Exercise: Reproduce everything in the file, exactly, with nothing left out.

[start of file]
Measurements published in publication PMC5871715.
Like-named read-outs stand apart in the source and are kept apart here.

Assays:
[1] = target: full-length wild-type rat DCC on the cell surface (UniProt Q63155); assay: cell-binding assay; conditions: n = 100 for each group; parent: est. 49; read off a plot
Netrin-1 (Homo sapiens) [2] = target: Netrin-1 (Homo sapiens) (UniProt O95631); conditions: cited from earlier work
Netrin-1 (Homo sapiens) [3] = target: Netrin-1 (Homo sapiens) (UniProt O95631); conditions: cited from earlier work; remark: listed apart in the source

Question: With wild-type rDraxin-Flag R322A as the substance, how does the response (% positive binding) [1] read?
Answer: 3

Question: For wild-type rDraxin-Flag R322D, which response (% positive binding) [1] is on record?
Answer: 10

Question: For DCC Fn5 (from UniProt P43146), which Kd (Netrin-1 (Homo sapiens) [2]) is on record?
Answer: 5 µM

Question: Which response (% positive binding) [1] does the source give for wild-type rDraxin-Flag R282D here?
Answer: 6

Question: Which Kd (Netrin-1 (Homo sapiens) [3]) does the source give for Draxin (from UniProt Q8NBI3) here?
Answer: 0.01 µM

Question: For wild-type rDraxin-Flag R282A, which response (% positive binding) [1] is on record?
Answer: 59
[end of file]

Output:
Measurements published in publication PMC5871715.
Like-named read-outs stand apart in the source and are kept apart here.

Assays:
[1] = target: full-length wild-type rat DCC on the cell surface (UniProt Q63155); assay: cell-binding assay; conditions: n = 100 for each group; parent: est. 49; read off a plot
Netrin-1 (Homo sapiens) [2] = target: Netrin-1 (Homo sapiens) (UniProt O95631); conditions: cited from earlier work
Netrin-1 (Homo sapiens) [3] = target: Netrin-1 (Homo sapiens) (UniProt O95631); conditions: cited from earlier work; remark: listed apart in the source

Question: With wild-type rDraxin-Flag R322A as the substance, how does the response (% positive binding) [1] read?
Answer: 3

Question: For wild-type rDraxin-Flag R322D, which response (% positive binding) [1] is on record?
Answer: 10

Question: For DCC Fn5 (from UniProt P43146), which Kd (Netrin-1 (Homo sapiens) [2]) is on record?
Answer: 5 µM

Question: Which response (% positive binding) [1] does the source give for wild-type rDraxin-Flag R282D here?
Answer: 6

Question: Which Kd (Netrin-1 (Homo sapiens) [3]) does the source give for Draxin (from UniProt Q8NBI3) here?
Answer: 0.01 µM

Question: For wild-type rDraxin-Flag R282A, which response (% positive binding) [1] is on record?
Answer: 59